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Catmint is a perennial that puts on a show in early summer with abundant flower spikes in lavender, pink, or white. Catmint blooms in early summer as bulbs are fading. It provides a showy distraction and good coverage for yellowing bulb foliage.

Grow catmint in zones 3 through 8 and in an area with full sun. Provide regular water throughout the first growing season. Fertilizer can do more harm than good with catmint, so avoid it or use a top dressing of compost if the soil is nutrient-poor.

5. Stonecrop

Deep pink flowerheads of stonecrop or sedum

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Also known as sedum, stonecrop is a great companion for spring bulbs. When bulbs are blooming in all their spring glory, stonecrop is just starting to emerge from the ground. Once the bulbs have faded, stonecrop produces a mound of dense foliage to hide them. It then provides summer and fall flowers.

Choose a variety of stonecrop that grows tall enough to cover fading foliage. At its tallest, stonecrop can be two feet tall and wide. It is a hardy perennial in zones 3 through 10 and thrives in full sun. Water stonecrop in its first year and don’t bother with fertilizer, as it grows best in poor soil.

6. Butterfly Bush

Butterfly lands on a purple flower of buddleia davidii - or butterfly bush

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A small or medium shrub can be a great cover for fading spring bulbs. Butterfly bush leafs out later in spring, so it won’t obscure bulbs while they are in bloom. Once the bulbs are finished, the arching stems and purple flower spikes of the bush cover them. As a bonus, this shrub attracts pollinators.

Grow butterfly bush in zones 5 through 10. Butterfly bushes can grow up to 12 feet tall, but many varieties are much smaller. The wild species can also be invasive, so choose a variety bred to be sterile.

Provide full sun and well-drained soil. Water butterfly bushes regularly in summer if there is no rain. Prune it as needed to maintain the desired size and shape.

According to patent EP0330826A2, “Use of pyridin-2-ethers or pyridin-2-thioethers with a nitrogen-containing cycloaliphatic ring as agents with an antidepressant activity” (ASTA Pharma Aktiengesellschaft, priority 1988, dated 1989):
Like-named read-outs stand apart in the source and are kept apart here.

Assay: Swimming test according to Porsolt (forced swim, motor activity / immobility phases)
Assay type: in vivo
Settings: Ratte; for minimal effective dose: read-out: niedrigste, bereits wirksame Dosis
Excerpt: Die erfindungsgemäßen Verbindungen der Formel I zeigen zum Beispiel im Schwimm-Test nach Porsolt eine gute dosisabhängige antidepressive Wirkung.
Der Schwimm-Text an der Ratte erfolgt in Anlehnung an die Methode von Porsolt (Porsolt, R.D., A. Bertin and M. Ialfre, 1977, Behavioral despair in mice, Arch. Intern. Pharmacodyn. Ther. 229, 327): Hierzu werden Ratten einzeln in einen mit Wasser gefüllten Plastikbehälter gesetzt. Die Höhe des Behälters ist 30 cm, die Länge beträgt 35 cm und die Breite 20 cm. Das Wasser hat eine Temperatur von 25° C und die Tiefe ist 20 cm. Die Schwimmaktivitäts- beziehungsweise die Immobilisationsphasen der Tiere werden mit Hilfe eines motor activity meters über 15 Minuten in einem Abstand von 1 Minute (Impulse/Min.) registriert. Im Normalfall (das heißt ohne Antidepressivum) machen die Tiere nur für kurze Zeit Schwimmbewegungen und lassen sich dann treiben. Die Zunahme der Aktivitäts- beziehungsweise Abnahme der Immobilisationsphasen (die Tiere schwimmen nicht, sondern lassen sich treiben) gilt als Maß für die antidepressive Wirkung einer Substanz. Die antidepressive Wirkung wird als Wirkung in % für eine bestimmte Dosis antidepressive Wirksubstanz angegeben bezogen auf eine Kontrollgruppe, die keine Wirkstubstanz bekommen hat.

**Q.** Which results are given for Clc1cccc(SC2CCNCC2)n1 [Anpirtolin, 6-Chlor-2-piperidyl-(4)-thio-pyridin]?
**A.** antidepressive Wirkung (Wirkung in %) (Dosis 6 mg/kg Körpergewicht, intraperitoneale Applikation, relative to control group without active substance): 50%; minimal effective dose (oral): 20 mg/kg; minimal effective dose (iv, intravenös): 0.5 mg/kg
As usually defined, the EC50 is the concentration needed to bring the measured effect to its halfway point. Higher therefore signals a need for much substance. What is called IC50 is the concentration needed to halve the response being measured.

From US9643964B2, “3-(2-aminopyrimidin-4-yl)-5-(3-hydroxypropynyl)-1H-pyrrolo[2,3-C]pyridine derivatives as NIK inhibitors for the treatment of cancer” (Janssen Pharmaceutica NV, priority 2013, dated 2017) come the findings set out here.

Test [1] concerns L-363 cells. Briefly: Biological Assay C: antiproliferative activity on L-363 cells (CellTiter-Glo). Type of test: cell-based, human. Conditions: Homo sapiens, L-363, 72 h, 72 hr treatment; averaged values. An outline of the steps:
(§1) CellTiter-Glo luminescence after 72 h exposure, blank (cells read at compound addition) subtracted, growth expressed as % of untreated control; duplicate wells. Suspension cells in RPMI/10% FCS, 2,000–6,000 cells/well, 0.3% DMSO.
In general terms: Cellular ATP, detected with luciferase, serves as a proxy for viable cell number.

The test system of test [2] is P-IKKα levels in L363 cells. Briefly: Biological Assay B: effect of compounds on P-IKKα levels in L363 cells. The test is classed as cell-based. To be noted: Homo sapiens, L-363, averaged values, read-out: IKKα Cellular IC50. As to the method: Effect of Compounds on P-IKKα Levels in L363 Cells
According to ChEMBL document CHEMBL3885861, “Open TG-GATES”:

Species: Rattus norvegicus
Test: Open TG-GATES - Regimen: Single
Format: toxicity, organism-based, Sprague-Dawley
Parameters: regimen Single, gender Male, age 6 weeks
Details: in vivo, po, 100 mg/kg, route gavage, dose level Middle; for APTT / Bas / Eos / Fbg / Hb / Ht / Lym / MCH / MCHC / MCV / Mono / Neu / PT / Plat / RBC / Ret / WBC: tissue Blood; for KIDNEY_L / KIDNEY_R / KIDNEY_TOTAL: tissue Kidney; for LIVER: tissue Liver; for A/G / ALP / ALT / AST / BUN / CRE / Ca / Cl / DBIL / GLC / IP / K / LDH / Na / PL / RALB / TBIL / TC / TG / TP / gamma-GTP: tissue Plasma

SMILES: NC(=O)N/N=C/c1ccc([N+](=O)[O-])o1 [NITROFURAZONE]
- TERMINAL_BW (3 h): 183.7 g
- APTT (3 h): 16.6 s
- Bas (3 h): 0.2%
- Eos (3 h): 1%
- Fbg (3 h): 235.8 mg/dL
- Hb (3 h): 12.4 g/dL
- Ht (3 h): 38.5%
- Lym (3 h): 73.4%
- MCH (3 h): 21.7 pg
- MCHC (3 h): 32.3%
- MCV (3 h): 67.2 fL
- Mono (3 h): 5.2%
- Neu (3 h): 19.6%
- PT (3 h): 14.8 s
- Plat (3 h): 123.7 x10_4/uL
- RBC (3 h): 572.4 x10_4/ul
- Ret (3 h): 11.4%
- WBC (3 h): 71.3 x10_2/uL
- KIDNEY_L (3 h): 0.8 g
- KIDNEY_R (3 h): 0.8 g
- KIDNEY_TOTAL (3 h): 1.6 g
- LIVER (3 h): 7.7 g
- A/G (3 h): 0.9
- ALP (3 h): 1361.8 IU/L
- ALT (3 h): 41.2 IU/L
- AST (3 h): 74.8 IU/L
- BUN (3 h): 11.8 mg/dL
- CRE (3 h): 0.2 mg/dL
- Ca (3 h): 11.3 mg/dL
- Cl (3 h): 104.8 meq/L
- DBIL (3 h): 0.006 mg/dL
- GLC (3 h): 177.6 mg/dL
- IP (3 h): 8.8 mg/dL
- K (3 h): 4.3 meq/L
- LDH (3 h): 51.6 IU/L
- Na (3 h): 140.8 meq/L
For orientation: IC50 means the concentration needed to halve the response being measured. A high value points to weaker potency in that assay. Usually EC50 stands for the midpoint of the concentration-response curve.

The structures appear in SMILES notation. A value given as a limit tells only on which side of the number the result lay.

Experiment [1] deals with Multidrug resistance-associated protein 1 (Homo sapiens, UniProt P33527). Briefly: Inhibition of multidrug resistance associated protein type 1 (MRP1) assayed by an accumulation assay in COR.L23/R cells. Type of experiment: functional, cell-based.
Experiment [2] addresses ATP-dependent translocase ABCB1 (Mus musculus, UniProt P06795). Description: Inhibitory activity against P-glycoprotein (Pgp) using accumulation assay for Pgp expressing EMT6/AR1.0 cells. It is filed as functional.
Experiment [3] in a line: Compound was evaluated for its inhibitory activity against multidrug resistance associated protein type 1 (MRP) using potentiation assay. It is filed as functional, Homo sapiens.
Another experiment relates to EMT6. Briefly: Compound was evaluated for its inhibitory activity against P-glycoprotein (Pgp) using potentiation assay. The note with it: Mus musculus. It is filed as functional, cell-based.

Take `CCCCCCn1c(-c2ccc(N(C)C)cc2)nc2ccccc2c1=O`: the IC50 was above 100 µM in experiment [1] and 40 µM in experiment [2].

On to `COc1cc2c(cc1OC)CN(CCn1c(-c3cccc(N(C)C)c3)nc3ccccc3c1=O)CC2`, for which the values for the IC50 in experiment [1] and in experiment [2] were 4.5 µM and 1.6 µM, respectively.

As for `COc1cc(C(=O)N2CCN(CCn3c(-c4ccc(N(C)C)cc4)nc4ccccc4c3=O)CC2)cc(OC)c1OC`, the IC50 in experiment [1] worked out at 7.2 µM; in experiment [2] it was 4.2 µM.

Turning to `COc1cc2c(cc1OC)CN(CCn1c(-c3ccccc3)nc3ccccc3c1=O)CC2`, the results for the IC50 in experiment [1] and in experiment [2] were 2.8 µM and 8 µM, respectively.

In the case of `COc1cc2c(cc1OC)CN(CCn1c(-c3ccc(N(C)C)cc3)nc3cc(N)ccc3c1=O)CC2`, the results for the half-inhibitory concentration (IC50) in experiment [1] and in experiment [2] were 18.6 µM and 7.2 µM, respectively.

7. Ferns

Fern unfurling its leaves in the garden

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Ferns provide interesting foliage and good cover for fading bulbs. Most ferns do best in shady spots, so use these under trees where bulbs bloom before the leaves of the trees shade them too much. Once the bulbs start to fade, the ferns will quickly begin to leaf out and cover them.

Growing zones and sizes vary significantly depending on the type of fern. Choose a species that is hardy in your area and that grows tall enough to cover bulbs. Some good options include lady fern, ostrich fern, autumn fern, and Christmas fern. Grow in partial to full shade and in soil that stays moist but not soggy. Water new ferns as they get established.

8. Coleus

Beautiful red leaves of coleus

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Perennials are a great choice for hiding bulbs, but don’t forget annuals. Coleus is a popular annual in many areas for its striking and colorful foliage. Put in coleus around your spring bulbs. They will grow as the bulbs fade, providing pretty coverage. Some varieties grow as tall as three feet, but there are many options.

Coleus is hardy in zones 10 and 11 and grows as an annual in most gardens. Water it regularly throughout the growing season and apply a balanced fertilizer about once a month.

Mary Ellen Ellis

Mary Ellen Ellis has been gardening for over 20 years. With degrees in Chemistry and Biology, Mary Ellen's specialties are flowers, native plants, and herbs.